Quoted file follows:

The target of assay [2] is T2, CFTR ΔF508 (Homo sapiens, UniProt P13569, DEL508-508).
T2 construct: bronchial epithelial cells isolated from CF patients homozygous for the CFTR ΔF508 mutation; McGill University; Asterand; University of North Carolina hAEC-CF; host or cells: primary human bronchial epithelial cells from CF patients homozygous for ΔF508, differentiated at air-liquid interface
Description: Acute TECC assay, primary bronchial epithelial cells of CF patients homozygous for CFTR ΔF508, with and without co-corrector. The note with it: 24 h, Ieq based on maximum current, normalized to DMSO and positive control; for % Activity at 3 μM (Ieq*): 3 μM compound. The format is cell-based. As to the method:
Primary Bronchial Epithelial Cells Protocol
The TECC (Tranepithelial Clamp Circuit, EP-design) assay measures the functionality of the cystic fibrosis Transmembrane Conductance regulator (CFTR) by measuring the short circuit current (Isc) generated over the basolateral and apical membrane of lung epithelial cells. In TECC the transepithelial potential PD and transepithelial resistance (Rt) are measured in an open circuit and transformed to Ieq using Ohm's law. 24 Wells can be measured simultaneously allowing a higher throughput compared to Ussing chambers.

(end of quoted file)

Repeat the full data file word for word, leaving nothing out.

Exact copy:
The target of assay [2] is T2, CFTR ΔF508 (Homo sapiens, UniProt P13569, DEL508-508).
T2 construct: bronchial epithelial cells isolated from CF patients homozygous for the CFTR ΔF508 mutation; McGill University; Asterand; University of North Carolina hAEC-CF; host or cells: primary human bronchial epithelial cells from CF patients homozygous for ΔF508, differentiated at air-liquid interface
Description: Acute TECC assay, primary bronchial epithelial cells of CF patients homozygous for CFTR ΔF508, with and without co-corrector. The note with it: 24 h, Ieq based on maximum current, normalized to DMSO and positive control; for % Activity at 3 μM (Ieq*): 3 μM compound. The format is cell-based. As to the method:
Primary Bronchial Epithelial Cells Protocol
The TECC (Tranepithelial Clamp Circuit, EP-design) assay measures the functionality of the cystic fibrosis Transmembrane Conductance regulator (CFTR) by measuring the short circuit current (Isc) generated over the basolateral and apical membrane of lung epithelial cells. In TECC the transepithelial potential PD and transepithelial resistance (Rt) are measured in an open circuit and transformed to Ieq using Ohm's law. 24 Wells can be measured simultaneously allowing a higher throughput compared to Ussing chambers.